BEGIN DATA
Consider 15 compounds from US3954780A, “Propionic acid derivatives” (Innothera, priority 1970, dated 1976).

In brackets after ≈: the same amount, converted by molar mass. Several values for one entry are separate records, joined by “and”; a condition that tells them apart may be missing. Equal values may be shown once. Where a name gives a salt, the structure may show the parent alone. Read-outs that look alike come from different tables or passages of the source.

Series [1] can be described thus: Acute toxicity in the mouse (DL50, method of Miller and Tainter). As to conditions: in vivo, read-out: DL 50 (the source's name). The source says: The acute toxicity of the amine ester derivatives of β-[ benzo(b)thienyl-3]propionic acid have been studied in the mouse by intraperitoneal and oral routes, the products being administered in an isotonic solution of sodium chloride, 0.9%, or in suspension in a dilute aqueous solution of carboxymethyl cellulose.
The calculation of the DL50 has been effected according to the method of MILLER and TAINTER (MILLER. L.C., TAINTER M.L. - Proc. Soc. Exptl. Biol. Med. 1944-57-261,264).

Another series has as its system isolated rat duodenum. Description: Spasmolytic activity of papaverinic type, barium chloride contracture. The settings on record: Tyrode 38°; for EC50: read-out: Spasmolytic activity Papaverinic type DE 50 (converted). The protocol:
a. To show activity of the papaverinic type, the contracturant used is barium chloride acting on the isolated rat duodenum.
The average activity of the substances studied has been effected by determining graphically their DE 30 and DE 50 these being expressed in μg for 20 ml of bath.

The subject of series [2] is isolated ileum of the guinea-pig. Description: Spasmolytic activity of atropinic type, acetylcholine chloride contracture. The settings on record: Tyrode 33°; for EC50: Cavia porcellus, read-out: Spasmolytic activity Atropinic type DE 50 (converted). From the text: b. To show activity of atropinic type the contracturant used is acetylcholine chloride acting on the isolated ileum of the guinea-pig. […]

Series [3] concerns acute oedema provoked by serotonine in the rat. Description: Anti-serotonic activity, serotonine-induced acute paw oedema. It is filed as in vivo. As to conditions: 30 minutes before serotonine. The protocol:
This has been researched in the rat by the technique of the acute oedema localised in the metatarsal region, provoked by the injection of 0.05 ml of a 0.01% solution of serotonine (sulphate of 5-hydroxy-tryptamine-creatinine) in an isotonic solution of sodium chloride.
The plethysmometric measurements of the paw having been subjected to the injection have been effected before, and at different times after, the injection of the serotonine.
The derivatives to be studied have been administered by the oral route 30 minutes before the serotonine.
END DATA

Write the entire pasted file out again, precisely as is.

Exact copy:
Consider 15 compounds from US3954780A, “Propionic acid derivatives” (Innothera, priority 1970, dated 1976).

In brackets after ≈: the same amount, converted by molar mass. Several values for one entry are separate records, joined by “and”; a condition that tells them apart may be missing. Equal values may be shown once. Where a name gives a salt, the structure may show the parent alone. Read-outs that look alike come from different tables or passages of the source.

Series [1] can be described thus: Acute toxicity in the mouse (DL50, method of Miller and Tainter). As to conditions: in vivo, read-out: DL 50 (the source's name). The source says: The acute toxicity of the amine ester derivatives of β-[ benzo(b)thienyl-3]propionic acid have been studied in the mouse by intraperitoneal and oral routes, the products being administered in an isotonic solution of sodium chloride, 0.9%, or in suspension in a dilute aqueous solution of carboxymethyl cellulose.
The calculation of the DL50 has been effected according to the method of MILLER and TAINTER (MILLER. L.C., TAINTER M.L. - Proc. Soc. Exptl. Biol. Med. 1944-57-261,264).

Another series has as its system isolated rat duodenum. Description: Spasmolytic activity of papaverinic type, barium chloride contracture. The settings on record: Tyrode 38°; for EC50: read-out: Spasmolytic activity Papaverinic type DE 50 (converted). The protocol:
a. To show activity of the papaverinic type, the contracturant used is barium chloride acting on the isolated rat duodenum.
The average activity of the substances studied has been effected by determining graphically their DE 30 and DE 50 these being expressed in μg for 20 ml of bath.

The subject of series [2] is isolated ileum of the guinea-pig. Description: Spasmolytic activity of atropinic type, acetylcholine chloride contracture. The settings on record: Tyrode 33°; for EC50: Cavia porcellus, read-out: Spasmolytic activity Atropinic type DE 50 (converted). From the text: b. To show activity of atropinic type the contracturant used is acetylcholine chloride acting on the isolated ileum of the guinea-pig. […]

Series [3] concerns acute oedema provoked by serotonine in the rat. Description: Anti-serotonic activity, serotonine-induced acute paw oedema. It is filed as in vivo. As to conditions: 30 minutes before serotonine. The protocol:
This has been researched in the rat by the technique of the acute oedema localised in the metatarsal region, provoked by the injection of 0.05 ml of a 0.01% solution of serotonine (sulphate of 5-hydroxy-tryptamine-creatinine) in an isotonic solution of sodium chloride.
The plethysmometric measurements of the paw having been subjected to the injection have been effected before, and at different times after, the injection of the serotonine.
The derivatives to be studied have been administered by the oral route 30 minutes before the serotonine.